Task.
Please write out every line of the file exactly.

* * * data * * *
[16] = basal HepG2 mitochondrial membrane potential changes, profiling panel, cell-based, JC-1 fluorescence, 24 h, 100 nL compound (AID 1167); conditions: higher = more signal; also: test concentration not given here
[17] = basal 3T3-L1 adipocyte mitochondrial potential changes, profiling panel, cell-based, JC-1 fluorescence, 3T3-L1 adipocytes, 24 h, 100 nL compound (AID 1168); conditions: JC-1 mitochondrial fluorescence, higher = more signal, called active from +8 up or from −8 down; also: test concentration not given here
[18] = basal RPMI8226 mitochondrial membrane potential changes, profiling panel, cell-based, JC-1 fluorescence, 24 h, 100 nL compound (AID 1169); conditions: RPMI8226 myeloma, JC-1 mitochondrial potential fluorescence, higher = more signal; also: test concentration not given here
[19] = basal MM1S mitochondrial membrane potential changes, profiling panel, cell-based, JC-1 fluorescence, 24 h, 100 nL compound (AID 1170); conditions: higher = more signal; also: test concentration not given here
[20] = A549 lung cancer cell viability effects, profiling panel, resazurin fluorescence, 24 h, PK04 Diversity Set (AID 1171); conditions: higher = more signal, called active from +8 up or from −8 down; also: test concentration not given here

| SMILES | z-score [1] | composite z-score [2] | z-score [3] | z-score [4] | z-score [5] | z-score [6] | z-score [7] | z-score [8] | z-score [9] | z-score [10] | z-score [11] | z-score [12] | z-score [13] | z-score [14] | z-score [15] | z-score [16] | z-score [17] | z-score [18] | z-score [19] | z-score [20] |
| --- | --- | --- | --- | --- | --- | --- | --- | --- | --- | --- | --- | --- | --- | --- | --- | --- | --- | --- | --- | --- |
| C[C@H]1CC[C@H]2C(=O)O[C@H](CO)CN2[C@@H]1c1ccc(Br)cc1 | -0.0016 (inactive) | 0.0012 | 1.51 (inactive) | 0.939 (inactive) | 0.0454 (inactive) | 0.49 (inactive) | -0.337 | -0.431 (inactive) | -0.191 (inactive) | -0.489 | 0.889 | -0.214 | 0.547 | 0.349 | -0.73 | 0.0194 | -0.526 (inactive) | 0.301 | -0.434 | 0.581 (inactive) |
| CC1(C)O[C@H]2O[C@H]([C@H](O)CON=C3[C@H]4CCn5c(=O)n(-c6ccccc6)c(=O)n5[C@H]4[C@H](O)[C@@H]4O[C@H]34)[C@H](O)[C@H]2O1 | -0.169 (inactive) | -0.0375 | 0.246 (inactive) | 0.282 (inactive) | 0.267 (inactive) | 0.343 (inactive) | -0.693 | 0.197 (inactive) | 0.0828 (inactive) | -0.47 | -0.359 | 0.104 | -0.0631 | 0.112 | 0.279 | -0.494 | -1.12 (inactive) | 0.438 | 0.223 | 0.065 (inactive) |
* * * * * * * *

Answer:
[16] = basal HepG2 mitochondrial membrane potential changes, profiling panel, cell-based, JC-1 fluorescence, 24 h, 100 nL compound (AID 1167); conditions: higher = more signal; also: test concentration not given here
[17] = basal 3T3-L1 adipocyte mitochondrial potential changes, profiling panel, cell-based, JC-1 fluorescence, 3T3-L1 adipocytes, 24 h, 100 nL compound (AID 1168); conditions: JC-1 mitochondrial fluorescence, higher = more signal, called active from +8 up or from −8 down; also: test concentration not given here
[18] = basal RPMI8226 mitochondrial membrane potential changes, profiling panel, cell-based, JC-1 fluorescence, 24 h, 100 nL compound (AID 1169); conditions: RPMI8226 myeloma, JC-1 mitochondrial potential fluorescence, higher = more signal; also: test concentration not given here
[19] = basal MM1S mitochondrial membrane potential changes, profiling panel, cell-based, JC-1 fluorescence, 24 h, 100 nL compound (AID 1170); conditions: higher = more signal; also: test concentration not given here
[20] = A549 lung cancer cell viability effects, profiling panel, resazurin fluorescence, 24 h, PK04 Diversity Set (AID 1171); conditions: higher = more signal, called active from +8 up or from −8 down; also: test concentration not given here

| SMILES | z-score [1] | composite z-score [2] | z-score [3] | z-score [4] | z-score [5] | z-score [6] | z-score [7] | z-score [8] | z-score [9] | z-score [10] | z-score [11] | z-score [12] | z-score [13] | z-score [14] | z-score [15] | z-score [16] | z-score [17] | z-score [18] | z-score [19] | z-score [20] |
| --- | --- | --- | --- | --- | --- | --- | --- | --- | --- | --- | --- | --- | --- | --- | --- | --- | --- | --- | --- | --- |
| C[C@H]1CC[C@H]2C(=O)O[C@H](CO)CN2[C@@H]1c1ccc(Br)cc1 | -0.0016 (inactive) | 0.0012 | 1.51 (inactive) | 0.939 (inactive) | 0.0454 (inactive) | 0.49 (inactive) | -0.337 | -0.431 (inactive) | -0.191 (inactive) | -0.489 | 0.889 | -0.214 | 0.547 | 0.349 | -0.73 | 0.0194 | -0.526 (inactive) | 0.301 | -0.434 | 0.581 (inactive) |
| CC1(C)O[C@H]2O[C@H]([C@H](O)CON=C3[C@H]4CCn5c(=O)n(-c6ccccc6)c(=O)n5[C@H]4[C@H](O)[C@@H]4O[C@H]34)[C@H](O)[C@H]2O1 | -0.169 (inactive) | -0.0375 | 0.246 (inactive) | 0.282 (inactive) | 0.267 (inactive) | 0.343 (inactive) | -0.693 | 0.197 (inactive) | 0.0828 (inactive) | -0.47 | -0.359 | 0.104 | -0.0631 | 0.112 | 0.279 | -0.494 | -1.12 (inactive) | 0.438 | 0.223 | 0.065 (inactive) |